Federal CIO Web pages reflect diverse ideas about the Web as a communications platform
Chief information officers may set the standards that govern agency employees' use of the Web to provide information and services, but they are not necessarily the standard-bearers for their own offices' Web pages. As in many agencies, CIOs have different ideas about whom their Web pages should serve and the information they should provide.
The natural assumption is that CIOs would make good use of
the Web to share information with staff, vendors and other stakeholders. But the sophistication of those
Web sites varies dramatically: Some detail project plans online while others have only static information pages, experts said.
That should not be the case, they said. As managers of information technology, CIOs should use their Web pages to showcase the role of technology, creating a model for other government sites.
"The whole push is to integrate technology into how it's empowering performance improvement in government," said Dave McClure, vice president for e-government at the Council for Excellence in Government. "Maybe a good question is shouldn't technology or a technology Web site be presenting that front and center, not just the
static information of what [they are] doing in compliance with government mandates or the budget."
Darrell West, professor of political science and public policy at Brown University, said sites will likely become more dynamic as e-government continues to evolve. Users' expectations are rising partially because of advanced private-sector sites, he said, and the public should expect the same from the government's technology leaders.
"We should expect a high standard from CIOs' sites because their job is technology," West said. "They should be innovators. They should be working to show the way for all the other sites."
Much of the Web pages' sophistication and content depends on the audience, McClure said, a factor widely inconsistent among many CIO offices.
"It's not always clear who the target is for the CIO page," he said. "I'm kind of struck by the wide variation in terms of what is being put up and how it's being put up."
McClure said some CIO pages are simply static presentations of what the CIO's office does, while others are more integrated into the agency's overall mission. Further, the CIO sites differ in accessibility. Although some agency sites' home pages offer direct links to the CIO office's pages, others make the information harder to find, he said.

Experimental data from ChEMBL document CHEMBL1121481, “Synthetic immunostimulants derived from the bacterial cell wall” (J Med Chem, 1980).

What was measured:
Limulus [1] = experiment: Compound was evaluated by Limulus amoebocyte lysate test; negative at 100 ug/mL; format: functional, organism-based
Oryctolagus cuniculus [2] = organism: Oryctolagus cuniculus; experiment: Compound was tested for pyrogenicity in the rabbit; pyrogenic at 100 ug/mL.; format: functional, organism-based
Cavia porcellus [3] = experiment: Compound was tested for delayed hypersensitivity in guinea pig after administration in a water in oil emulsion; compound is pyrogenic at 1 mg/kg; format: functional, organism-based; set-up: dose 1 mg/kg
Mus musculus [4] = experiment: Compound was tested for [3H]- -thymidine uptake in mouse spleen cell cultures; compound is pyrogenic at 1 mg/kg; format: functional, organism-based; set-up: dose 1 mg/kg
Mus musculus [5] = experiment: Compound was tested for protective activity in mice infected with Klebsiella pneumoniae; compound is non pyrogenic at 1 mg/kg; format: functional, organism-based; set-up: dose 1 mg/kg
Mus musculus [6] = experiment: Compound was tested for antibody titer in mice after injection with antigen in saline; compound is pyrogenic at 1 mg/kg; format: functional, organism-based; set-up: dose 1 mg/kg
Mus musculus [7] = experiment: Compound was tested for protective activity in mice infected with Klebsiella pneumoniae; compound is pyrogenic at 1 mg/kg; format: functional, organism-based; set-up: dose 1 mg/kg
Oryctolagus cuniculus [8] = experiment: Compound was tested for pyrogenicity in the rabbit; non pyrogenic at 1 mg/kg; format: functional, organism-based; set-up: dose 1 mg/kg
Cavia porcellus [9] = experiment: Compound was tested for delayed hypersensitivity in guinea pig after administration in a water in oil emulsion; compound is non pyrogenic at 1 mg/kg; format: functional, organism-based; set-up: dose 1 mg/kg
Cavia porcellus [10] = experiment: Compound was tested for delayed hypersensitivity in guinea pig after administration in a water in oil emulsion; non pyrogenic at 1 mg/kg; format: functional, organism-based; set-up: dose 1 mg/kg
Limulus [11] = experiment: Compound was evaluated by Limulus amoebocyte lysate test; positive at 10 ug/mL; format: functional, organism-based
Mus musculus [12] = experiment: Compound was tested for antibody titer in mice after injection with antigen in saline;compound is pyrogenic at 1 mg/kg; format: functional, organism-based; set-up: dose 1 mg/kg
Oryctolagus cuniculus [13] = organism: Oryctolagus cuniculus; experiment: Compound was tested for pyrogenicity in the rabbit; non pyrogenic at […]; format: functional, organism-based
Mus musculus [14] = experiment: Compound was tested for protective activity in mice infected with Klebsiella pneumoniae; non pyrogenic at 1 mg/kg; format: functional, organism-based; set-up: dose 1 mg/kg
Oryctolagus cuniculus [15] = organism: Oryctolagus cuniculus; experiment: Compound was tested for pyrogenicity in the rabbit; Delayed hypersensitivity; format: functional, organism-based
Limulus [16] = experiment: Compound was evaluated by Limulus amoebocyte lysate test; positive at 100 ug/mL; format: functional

Pick your target
Some of the differences reflect the pages' audience and purpose.
Officials at some agencies, such as the Transportation Department, use the CIO pages to relay project information primarily to vendors. The pages present comprehensive policy information on IT security, e-government projects, enterprise architecture and strategic planning.
"It is helpful when vendors understand the environment at the Department of Transportation as well as the overarching policy," said Daniel Matthews, DOT's CIO. "They may be interested in bidding a job at DOT, and that information may be helpful to them."
Federal Aviation Administration officials also had vendors in mind when they built their CIO pages, said Daniel Mehan, the FAA's assistant administrator for information services and CIO. The site states the agency's main IT policies, strategies and programs to give vendors an idea of how the agency uses IT, he said.
"The intent is to share with the vendor community, the public community, an overview of what we are doing, so that may help [them] decide whether there is business to conduct," Mehan said. "We want to make effective use of their time, and frankly, we don't want to waste ours either. It's a win-win for both of us if they can come in knowing the basics."
Like the FAA, many other agencies use Web pages to supplement an exclusive employee intranet. Air Force officials, however, are bridging that gap between the external and internal sites, said Col. Michael Crane, director of resources and operations for the Air Force CIO.